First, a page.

|2013 Boston Globe-Horn Book Awards for Excellence in Children’s Literature|
May 31, 2013 By Horn Book
Today, at BookExpo America, The Horn Book’s editor in chief Roger Sutton and 2010 Boston Globe–Horn Book Award-winning author Rebecca Stead (When You Reach Me, Random House) announced the 2013 Boston Globe–Horn Book Award winners.
“The Boston Globe-Horn Book awards have always had an independent spirit and this year is no different,” said Sutton. “Each of the judges brings a unique perspective on children’s literature, which combined always makes for a wonderful variety and high quality of winners and honor books and almost always provides us with a few surprises as well.”
Celebrating its 46th year, the Boston Globe–Horn Book Awards are among the most prestigious honors in the field of children’s and young adult literature. Winners and two Honor Books are selected in each of three categories: Picture Book, Fiction and Poetry, and Nonfiction.
PICTURE BOOK AWARD WINNER:
Building Our House written and illustrated by Jonathan Bean (Farrar Straus and Giroux, an imprint of Macmillan)
Drawing on childhood memories from his own family’s house construction, Bean creates an engaging story as well as a glimpse into a warm family setting. A little girl narrates, and her childlike voice provides an immediacy that removes any hint of nostalgia. She relates her contributions not as they are but as she perceives them in all their exaggerated glory; illustrations tell a different tale.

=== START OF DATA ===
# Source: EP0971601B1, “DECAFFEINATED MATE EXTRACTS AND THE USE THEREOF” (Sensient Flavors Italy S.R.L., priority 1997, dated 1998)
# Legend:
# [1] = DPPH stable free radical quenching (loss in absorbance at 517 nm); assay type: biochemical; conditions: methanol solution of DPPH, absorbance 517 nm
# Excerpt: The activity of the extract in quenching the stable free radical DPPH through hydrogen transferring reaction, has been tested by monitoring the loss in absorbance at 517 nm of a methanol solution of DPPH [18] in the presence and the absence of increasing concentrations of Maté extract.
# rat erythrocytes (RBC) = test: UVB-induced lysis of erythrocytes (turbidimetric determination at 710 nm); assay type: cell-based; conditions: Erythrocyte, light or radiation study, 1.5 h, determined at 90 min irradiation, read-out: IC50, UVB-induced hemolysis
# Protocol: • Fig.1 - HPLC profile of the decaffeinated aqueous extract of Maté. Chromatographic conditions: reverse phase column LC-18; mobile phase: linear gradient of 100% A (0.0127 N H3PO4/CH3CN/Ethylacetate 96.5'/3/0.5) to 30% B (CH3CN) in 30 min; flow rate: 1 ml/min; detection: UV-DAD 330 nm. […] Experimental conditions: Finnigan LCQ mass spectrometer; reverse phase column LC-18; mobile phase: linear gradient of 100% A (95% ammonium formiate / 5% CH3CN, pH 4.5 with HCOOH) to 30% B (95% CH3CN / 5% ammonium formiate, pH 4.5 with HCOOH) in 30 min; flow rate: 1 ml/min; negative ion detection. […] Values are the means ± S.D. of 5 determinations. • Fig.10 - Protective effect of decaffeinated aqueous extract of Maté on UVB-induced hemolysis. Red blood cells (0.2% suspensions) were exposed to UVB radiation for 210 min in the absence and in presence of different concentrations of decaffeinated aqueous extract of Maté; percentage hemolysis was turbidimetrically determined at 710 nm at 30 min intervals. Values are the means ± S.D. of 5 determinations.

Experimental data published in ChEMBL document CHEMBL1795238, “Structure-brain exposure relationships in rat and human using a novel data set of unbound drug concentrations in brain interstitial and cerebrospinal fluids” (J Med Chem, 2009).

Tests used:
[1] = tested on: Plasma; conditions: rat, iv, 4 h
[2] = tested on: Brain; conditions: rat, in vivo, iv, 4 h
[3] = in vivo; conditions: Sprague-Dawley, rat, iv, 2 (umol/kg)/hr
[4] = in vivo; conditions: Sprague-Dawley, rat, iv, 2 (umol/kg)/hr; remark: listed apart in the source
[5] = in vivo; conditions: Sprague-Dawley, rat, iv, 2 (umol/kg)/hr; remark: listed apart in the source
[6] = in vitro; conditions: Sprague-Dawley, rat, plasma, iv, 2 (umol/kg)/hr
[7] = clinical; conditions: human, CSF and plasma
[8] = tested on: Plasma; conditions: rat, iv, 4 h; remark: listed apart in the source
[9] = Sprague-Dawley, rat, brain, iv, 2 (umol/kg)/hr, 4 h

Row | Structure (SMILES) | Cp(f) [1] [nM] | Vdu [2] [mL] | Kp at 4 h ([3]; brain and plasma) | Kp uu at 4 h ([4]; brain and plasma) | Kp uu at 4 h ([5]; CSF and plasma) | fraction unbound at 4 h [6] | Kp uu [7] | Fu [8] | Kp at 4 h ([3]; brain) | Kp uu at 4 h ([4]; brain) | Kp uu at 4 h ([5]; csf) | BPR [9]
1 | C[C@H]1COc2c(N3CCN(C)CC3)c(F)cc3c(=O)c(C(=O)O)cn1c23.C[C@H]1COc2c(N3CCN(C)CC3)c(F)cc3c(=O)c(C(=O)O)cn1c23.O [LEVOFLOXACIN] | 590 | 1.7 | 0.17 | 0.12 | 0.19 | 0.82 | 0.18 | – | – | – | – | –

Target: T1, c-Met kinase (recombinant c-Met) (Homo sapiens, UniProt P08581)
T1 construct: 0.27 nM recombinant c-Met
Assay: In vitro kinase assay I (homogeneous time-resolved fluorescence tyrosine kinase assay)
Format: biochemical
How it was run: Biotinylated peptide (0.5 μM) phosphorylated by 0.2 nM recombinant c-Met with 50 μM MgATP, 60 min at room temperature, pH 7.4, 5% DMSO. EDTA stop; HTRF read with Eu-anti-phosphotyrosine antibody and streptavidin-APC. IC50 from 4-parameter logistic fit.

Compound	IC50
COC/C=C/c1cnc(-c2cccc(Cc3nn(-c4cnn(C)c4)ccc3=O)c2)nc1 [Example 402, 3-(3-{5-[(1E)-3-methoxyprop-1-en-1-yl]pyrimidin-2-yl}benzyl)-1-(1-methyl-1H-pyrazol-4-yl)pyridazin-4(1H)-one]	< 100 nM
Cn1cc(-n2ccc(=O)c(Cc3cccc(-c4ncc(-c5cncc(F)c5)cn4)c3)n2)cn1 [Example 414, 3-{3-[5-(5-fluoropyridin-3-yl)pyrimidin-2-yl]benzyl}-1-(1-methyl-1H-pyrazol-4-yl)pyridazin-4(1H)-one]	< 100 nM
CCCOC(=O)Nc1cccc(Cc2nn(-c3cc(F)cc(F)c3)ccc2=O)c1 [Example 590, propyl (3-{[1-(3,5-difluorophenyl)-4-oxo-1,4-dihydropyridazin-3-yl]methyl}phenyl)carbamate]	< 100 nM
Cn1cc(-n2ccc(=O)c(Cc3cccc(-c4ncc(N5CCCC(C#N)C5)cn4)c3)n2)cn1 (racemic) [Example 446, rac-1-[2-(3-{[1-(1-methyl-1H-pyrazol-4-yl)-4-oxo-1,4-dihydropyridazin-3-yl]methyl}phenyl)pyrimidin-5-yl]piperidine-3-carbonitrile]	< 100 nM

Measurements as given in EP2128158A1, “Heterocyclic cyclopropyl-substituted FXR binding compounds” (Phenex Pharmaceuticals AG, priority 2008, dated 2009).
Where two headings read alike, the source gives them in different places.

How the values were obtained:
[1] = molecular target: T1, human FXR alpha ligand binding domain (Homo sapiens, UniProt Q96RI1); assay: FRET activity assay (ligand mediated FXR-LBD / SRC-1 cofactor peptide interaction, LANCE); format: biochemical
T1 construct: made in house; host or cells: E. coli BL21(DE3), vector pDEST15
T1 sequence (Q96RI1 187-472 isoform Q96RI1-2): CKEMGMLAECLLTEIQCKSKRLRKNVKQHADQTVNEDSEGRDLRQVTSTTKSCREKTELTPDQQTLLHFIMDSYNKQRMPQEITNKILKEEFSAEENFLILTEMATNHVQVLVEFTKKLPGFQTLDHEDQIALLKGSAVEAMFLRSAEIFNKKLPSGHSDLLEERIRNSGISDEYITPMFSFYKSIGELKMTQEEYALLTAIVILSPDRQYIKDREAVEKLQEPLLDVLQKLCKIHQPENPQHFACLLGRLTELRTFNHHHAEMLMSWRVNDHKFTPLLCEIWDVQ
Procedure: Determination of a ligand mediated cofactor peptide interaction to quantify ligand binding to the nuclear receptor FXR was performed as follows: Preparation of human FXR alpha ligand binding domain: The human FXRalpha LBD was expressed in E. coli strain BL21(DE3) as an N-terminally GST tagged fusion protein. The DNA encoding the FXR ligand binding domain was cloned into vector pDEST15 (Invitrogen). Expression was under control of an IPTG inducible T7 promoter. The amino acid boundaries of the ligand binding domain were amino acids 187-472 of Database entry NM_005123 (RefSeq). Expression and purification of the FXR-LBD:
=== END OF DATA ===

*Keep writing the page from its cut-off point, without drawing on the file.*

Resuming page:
FICTION AWARD WINNER:
Eleanor & Park by Rainbow Rowell (St. Martin’s Griffin an imprint of Macmillan)
It’s the start of a new school year in 1986 Omaha when sophomores Eleanor and Park meet for the first time on the bus. They are an unusual pair: she’s the new girl in town, an ostracized, bullied “big girl” with bright red curly hair, freckles, and an odd wardrobe; he’s a skinny half-Korean townie who mostly wears black and tries to stay out of the spotlight. But as they sit together on the school bus every day, an intimacy gradually develops between them.
Electric Ben: The Amazing Life and Times of Benjamin Franklin written and illustrated by Robert Byrd (Dial Books for Young Readers, an imprint of Penguin Group)
With a jacket showing Benjamin Franklin as a cross between a mad scientist and a superhero standing amid wild lightning bolts and surrounded by all manner of electrical devices, this book shimmers with excitement, begging to be read. Byrd divides Franklin’s life into seventeen often whimsically labeled double-page spreads, highlighting his scientific, literary, and political endeavors in a fresh new way.
PICTURE BOOK HONOR WINNERS:
• Open This Little Book by Jesse Klausmeier, illustrated by Suzy Lee (Chronicle Books)
• Black Dog written and illustrated by Levi Pinfold (Templar Books, an imprint of Candlewick Press)
FICTION HONOR WINNERS:
• Seraphina by Rachel Hartman (Random House Books for Young Readers)
• A Corner of White by Jaclyn Moriarty (Arthur A. Levine Books, an imprint of Scholastic Inc.)
NONFICTION HONOR WINNERS:
• Dreaming Up: A Celebration of Building written and illustrated by Christy Hale (Lee & Low Books)
• Hand in Hand: Ten Black Men Who Changed America by Andrea Davis Pinkney and illustrated by Brian Pinkney (Disney/Jump at the Sun Books, an imprint of Disney Book Group)